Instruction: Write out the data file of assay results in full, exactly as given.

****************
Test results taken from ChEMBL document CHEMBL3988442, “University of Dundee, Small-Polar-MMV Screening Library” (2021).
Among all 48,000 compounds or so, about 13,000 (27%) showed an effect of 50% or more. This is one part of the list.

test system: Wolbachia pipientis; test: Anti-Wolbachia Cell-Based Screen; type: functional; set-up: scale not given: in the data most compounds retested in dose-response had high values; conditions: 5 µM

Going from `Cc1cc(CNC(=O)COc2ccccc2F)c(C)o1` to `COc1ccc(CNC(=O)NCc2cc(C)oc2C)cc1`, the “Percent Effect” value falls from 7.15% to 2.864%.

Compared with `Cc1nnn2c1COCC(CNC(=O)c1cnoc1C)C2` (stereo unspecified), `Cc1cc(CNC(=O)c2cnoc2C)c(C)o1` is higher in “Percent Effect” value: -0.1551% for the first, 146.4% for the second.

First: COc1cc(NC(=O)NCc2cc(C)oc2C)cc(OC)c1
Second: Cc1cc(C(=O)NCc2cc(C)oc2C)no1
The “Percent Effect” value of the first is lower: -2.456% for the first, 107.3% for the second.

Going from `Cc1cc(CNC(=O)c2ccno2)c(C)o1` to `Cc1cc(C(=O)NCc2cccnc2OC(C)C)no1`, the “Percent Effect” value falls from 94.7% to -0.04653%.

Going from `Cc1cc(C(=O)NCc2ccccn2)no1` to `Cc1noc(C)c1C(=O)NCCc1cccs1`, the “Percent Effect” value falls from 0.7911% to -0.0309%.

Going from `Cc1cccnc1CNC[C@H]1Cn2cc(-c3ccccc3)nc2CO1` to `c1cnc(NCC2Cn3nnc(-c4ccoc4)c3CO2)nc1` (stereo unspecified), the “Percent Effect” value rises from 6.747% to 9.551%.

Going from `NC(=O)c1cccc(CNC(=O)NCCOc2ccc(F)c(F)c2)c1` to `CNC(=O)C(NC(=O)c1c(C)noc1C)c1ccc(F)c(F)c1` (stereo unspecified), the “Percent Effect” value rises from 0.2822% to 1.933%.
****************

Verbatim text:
Test results taken from ChEMBL document CHEMBL3988442, “University of Dundee, Small-Polar-MMV Screening Library” (2021).
Among all 48,000 compounds or so, about 13,000 (27%) showed an effect of 50% or more. This is one part of the list.

test system: Wolbachia pipientis; test: Anti-Wolbachia Cell-Based Screen; type: functional; set-up: scale not given: in the data most compounds retested in dose-response had high values; conditions: 5 µM

Going from `Cc1cc(CNC(=O)COc2ccccc2F)c(C)o1` to `COc1ccc(CNC(=O)NCc2cc(C)oc2C)cc1`, the “Percent Effect” value falls from 7.15% to 2.864%.

Compared with `Cc1nnn2c1COCC(CNC(=O)c1cnoc1C)C2` (stereo unspecified), `Cc1cc(CNC(=O)c2cnoc2C)c(C)o1` is higher in “Percent Effect” value: -0.1551% for the first, 146.4% for the second.

First: COc1cc(NC(=O)NCc2cc(C)oc2C)cc(OC)c1
Second: Cc1cc(C(=O)NCc2cc(C)oc2C)no1
The “Percent Effect” value of the first is lower: -2.456% for the first, 107.3% for the second.

Going from `Cc1cc(CNC(=O)c2ccno2)c(C)o1` to `Cc1cc(C(=O)NCc2cccnc2OC(C)C)no1`, the “Percent Effect” value falls from 94.7% to -0.04653%.

Going from `Cc1cc(C(=O)NCc2ccccn2)no1` to `Cc1noc(C)c1C(=O)NCCc1cccs1`, the “Percent Effect” value falls from 0.7911% to -0.0309%.

Going from `Cc1cccnc1CNC[C@H]1Cn2cc(-c3ccccc3)nc2CO1` to `c1cnc(NCC2Cn3nnc(-c4ccoc4)c3CO2)nc1` (stereo unspecified), the “Percent Effect” value rises from 6.747% to 9.551%.

Going from `NC(=O)c1cccc(CNC(=O)NCCOc2ccc(F)c(F)c2)c1` to `CNC(=O)C(NC(=O)c1c(C)noc1C)c1ccc(F)c(F)c1` (stereo unspecified), the “Percent Effect” value rises from 0.2822% to 1.933%.